- Heat oil in a medium saucepan. Add cumin and chili into oil. When the cumin sizzles, add onion and sauté on medium heat until onion is soft. Add ginger and garlic and cook for 2 more minutes.
- Add lentils and turmeric to saucepan and stir. Pour in 4 cups of water and bring to a boil. Reduce heat to low, cover and simmer until lentils are cooked - about 12 minutes.
- Meanwhile, wash fenugreek leaves and tender stems, discarding the rest. Measure 1 cup of fenugreek greens to stir into the dal for 2 minutes toward the end of cooking. Stir in lemon juice, and salt. Use as a topping over seasoned basmati rice or rice noodles.
Fenugreek Fun Facts
Being one of the spices used by ancient Egyptians in their embalming ceremonies, prolonged ingestion of fenugreek is widely noted for its ability to change the odor of perspiration and urine to smell like maple syrup.
An ancient herb from Asia and Southern Europe, fenugreek leaves and seeds are loaded with vitamins and minerals. These are valuable for their use not only in foods, but also in traditional and modern medicine around the world.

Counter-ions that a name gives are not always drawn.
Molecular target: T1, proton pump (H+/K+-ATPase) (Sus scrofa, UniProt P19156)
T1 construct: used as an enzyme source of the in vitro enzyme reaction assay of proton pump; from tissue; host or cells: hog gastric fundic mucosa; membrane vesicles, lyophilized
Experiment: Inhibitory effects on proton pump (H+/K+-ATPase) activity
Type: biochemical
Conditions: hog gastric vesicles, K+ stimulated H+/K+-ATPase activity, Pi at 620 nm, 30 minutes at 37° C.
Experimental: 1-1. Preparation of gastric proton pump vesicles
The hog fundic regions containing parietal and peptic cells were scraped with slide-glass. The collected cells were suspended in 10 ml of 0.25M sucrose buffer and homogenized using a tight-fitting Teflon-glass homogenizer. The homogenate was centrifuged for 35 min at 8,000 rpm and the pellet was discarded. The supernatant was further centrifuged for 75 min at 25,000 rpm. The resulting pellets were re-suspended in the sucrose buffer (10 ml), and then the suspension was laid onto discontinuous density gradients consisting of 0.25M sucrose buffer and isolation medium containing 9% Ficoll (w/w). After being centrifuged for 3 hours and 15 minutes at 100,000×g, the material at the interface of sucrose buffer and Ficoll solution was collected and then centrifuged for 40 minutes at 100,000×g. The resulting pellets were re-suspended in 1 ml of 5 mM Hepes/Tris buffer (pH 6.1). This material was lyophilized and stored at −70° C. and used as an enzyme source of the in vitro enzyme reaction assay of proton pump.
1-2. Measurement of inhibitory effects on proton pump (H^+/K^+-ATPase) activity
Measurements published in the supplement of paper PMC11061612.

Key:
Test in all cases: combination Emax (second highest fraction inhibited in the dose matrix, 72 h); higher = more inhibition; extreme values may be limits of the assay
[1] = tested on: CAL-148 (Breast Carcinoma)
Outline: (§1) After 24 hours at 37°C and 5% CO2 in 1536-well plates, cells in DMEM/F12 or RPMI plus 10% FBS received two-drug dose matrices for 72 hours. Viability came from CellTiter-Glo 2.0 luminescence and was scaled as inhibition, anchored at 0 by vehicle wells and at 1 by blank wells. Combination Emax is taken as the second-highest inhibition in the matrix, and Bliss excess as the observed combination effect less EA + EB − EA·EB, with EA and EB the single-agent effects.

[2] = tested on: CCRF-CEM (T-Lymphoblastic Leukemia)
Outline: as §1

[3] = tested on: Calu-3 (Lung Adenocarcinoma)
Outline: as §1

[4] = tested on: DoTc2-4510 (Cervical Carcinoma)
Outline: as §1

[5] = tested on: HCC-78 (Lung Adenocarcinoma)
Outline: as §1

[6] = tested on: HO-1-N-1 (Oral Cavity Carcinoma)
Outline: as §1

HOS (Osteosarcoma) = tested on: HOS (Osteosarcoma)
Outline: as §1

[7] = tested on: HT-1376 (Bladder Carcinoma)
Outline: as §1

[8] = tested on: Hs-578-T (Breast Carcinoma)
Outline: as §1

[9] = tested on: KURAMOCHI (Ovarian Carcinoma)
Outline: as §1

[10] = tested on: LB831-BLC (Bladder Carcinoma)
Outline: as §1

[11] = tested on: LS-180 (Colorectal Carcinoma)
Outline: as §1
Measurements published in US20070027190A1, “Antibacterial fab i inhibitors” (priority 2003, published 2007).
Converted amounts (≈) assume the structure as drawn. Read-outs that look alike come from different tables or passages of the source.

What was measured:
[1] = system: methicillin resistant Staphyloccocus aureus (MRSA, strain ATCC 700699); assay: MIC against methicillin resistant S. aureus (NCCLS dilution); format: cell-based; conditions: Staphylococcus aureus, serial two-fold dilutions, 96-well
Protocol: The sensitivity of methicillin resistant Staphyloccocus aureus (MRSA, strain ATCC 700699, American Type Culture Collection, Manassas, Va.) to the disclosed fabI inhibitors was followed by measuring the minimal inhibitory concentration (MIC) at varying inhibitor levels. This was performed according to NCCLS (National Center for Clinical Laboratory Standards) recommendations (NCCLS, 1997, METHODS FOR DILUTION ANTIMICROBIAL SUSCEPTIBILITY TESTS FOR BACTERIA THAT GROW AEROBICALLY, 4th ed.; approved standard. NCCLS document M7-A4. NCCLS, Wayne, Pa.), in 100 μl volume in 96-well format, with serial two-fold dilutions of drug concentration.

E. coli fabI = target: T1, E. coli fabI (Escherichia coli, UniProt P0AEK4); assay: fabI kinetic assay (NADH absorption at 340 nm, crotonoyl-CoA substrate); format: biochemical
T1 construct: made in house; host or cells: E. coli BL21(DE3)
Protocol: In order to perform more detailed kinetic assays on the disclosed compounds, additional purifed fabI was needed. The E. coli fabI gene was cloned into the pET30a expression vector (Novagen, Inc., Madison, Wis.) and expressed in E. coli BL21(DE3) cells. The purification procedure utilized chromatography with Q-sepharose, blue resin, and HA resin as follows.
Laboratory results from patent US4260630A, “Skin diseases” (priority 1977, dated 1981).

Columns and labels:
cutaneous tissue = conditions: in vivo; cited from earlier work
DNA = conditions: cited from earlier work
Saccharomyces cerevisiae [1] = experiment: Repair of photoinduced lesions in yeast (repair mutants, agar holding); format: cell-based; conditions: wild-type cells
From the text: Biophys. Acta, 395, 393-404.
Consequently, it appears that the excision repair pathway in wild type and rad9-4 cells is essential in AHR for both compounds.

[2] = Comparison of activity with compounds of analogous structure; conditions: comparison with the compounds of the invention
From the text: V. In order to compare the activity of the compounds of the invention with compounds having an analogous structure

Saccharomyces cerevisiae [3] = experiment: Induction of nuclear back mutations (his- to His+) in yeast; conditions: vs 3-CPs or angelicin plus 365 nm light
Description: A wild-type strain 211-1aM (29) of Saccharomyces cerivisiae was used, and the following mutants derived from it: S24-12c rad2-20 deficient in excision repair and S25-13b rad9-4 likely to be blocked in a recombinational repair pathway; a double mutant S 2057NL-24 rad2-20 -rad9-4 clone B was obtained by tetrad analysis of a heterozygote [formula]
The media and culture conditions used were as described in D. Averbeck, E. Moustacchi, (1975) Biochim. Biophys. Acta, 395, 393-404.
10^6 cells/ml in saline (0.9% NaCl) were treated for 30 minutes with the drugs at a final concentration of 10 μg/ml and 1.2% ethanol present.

One of fenugreek’s basic herbal uses is to stimulate milk production in breastfeeding women, as well as inducing childbirth, containing phytoestrogens or plant chemicals similar to the female sex hormone estrogen. Other uses include relieving digestive problems and menopausal symptoms, but lately it’s had a resurgence in interest as an aphrodisiac. Fenugreek is also used as a remedy applied to the skin to treat infections and inflammation.
Roasting and grinding of fenugreek seeds are advised before food use. Studies show it not only has the ability to lower blood sugar levels but fight cancer. Try grinding a few tablespoons into your next stir fry or soup. You might discover a new secret ingredient.